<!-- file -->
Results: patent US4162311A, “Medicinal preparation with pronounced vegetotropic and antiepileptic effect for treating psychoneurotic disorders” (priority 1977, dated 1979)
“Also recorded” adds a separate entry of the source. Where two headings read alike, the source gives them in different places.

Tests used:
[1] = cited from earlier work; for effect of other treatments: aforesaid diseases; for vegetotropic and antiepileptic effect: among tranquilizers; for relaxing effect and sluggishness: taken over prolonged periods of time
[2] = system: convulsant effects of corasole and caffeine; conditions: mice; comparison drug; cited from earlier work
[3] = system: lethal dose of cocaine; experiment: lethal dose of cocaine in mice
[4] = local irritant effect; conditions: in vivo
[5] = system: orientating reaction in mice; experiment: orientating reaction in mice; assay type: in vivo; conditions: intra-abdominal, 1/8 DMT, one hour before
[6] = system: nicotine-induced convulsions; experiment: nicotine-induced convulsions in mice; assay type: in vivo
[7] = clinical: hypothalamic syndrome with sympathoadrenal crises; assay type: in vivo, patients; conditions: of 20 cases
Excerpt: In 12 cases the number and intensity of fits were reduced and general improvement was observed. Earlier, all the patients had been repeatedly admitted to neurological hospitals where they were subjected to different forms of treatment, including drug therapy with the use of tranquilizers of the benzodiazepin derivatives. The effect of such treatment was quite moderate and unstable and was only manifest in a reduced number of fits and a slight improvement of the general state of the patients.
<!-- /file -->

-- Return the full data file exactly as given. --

Results: patent US4162311A, “Medicinal preparation with pronounced vegetotropic and antiepileptic effect for treating psychoneurotic disorders” (priority 1977, dated 1979)
“Also recorded” adds a separate entry of the source. Where two headings read alike, the source gives them in different places.

Tests used:
[1] = cited from earlier work; for effect of other treatments: aforesaid diseases; for vegetotropic and antiepileptic effect: among tranquilizers; for relaxing effect and sluggishness: taken over prolonged periods of time
[2] = system: convulsant effects of corasole and caffeine; conditions: mice; comparison drug; cited from earlier work
[3] = system: lethal dose of cocaine; experiment: lethal dose of cocaine in mice
[4] = local irritant effect; conditions: in vivo
[5] = system: orientating reaction in mice; experiment: orientating reaction in mice; assay type: in vivo; conditions: intra-abdominal, 1/8 DMT, one hour before
[6] = system: nicotine-induced convulsions; experiment: nicotine-induced convulsions in mice; assay type: in vivo
[7] = clinical: hypothalamic syndrome with sympathoadrenal crises; assay type: in vivo, patients; conditions: of 20 cases
Excerpt: In 12 cases the number and intensity of fits were reduced and general improvement was observed. Earlier, all the patients had been repeatedly admitted to neurological hospitals where they were subjected to different forms of treatment, including drug therapy with the use of tranquilizers of the benzodiazepin derivatives. The effect of such treatment was quite moderate and unstable and was only manifest in a reduced number of fits and a slight improvement of the general state of the patients.